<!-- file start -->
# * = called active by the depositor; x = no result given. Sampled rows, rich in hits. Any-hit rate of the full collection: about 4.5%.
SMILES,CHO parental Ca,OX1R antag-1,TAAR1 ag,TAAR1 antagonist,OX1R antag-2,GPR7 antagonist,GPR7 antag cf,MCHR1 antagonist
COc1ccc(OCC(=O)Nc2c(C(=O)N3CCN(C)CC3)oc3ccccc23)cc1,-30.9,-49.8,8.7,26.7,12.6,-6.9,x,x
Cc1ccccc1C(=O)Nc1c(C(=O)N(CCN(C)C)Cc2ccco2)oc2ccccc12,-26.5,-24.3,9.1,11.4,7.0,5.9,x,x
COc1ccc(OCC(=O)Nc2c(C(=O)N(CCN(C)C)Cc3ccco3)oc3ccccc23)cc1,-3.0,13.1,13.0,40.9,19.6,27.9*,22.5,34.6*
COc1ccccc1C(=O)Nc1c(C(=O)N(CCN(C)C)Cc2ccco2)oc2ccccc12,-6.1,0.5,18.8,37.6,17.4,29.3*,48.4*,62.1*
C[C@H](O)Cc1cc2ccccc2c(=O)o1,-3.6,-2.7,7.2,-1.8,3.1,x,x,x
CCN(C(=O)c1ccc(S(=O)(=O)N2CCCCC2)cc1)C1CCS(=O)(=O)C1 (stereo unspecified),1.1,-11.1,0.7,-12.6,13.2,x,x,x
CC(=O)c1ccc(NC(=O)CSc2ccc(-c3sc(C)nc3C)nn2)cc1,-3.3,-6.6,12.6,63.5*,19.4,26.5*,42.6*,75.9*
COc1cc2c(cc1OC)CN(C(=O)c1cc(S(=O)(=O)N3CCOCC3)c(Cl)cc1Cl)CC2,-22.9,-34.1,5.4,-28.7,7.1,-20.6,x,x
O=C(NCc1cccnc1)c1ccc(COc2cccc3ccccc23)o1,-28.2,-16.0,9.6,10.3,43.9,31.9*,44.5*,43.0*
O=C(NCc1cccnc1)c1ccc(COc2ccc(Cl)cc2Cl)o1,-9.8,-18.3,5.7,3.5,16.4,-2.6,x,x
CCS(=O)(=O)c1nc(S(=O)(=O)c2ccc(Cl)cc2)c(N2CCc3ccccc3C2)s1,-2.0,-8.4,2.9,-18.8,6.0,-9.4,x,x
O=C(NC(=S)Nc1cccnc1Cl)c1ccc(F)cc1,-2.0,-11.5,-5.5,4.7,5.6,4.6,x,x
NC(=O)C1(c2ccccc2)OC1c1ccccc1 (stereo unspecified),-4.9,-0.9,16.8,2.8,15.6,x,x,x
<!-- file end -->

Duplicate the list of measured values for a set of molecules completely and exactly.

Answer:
# * = called active by the depositor; x = no result given. Sampled rows, rich in hits. Any-hit rate of the full collection: about 4.5%.
SMILES,CHO parental Ca,OX1R antag-1,TAAR1 ag,TAAR1 antagonist,OX1R antag-2,GPR7 antagonist,GPR7 antag cf,MCHR1 antagonist
COc1ccc(OCC(=O)Nc2c(C(=O)N3CCN(C)CC3)oc3ccccc23)cc1,-30.9,-49.8,8.7,26.7,12.6,-6.9,x,x
Cc1ccccc1C(=O)Nc1c(C(=O)N(CCN(C)C)Cc2ccco2)oc2ccccc12,-26.5,-24.3,9.1,11.4,7.0,5.9,x,x
COc1ccc(OCC(=O)Nc2c(C(=O)N(CCN(C)C)Cc3ccco3)oc3ccccc23)cc1,-3.0,13.1,13.0,40.9,19.6,27.9*,22.5,34.6*
COc1ccccc1C(=O)Nc1c(C(=O)N(CCN(C)C)Cc2ccco2)oc2ccccc12,-6.1,0.5,18.8,37.6,17.4,29.3*,48.4*,62.1*
C[C@H](O)Cc1cc2ccccc2c(=O)o1,-3.6,-2.7,7.2,-1.8,3.1,x,x,x
CCN(C(=O)c1ccc(S(=O)(=O)N2CCCCC2)cc1)C1CCS(=O)(=O)C1 (stereo unspecified),1.1,-11.1,0.7,-12.6,13.2,x,x,x
CC(=O)c1ccc(NC(=O)CSc2ccc(-c3sc(C)nc3C)nn2)cc1,-3.3,-6.6,12.6,63.5*,19.4,26.5*,42.6*,75.9*
COc1cc2c(cc1OC)CN(C(=O)c1cc(S(=O)(=O)N3CCOCC3)c(Cl)cc1Cl)CC2,-22.9,-34.1,5.4,-28.7,7.1,-20.6,x,x
O=C(NCc1cccnc1)c1ccc(COc2cccc3ccccc23)o1,-28.2,-16.0,9.6,10.3,43.9,31.9*,44.5*,43.0*
O=C(NCc1cccnc1)c1ccc(COc2ccc(Cl)cc2Cl)o1,-9.8,-18.3,5.7,3.5,16.4,-2.6,x,x
CCS(=O)(=O)c1nc(S(=O)(=O)c2ccc(Cl)cc2)c(N2CCc3ccccc3C2)s1,-2.0,-8.4,2.9,-18.8,6.0,-9.4,x,x
O=C(NC(=S)Nc1cccnc1Cl)c1ccc(F)cc1,-2.0,-11.5,-5.5,4.7,5.6,4.6,x,x
NC(=O)C1(c2ccccc2)OC1c1ccccc1 (stereo unspecified),-4.9,-0.9,16.8,2.8,15.6,x,x,x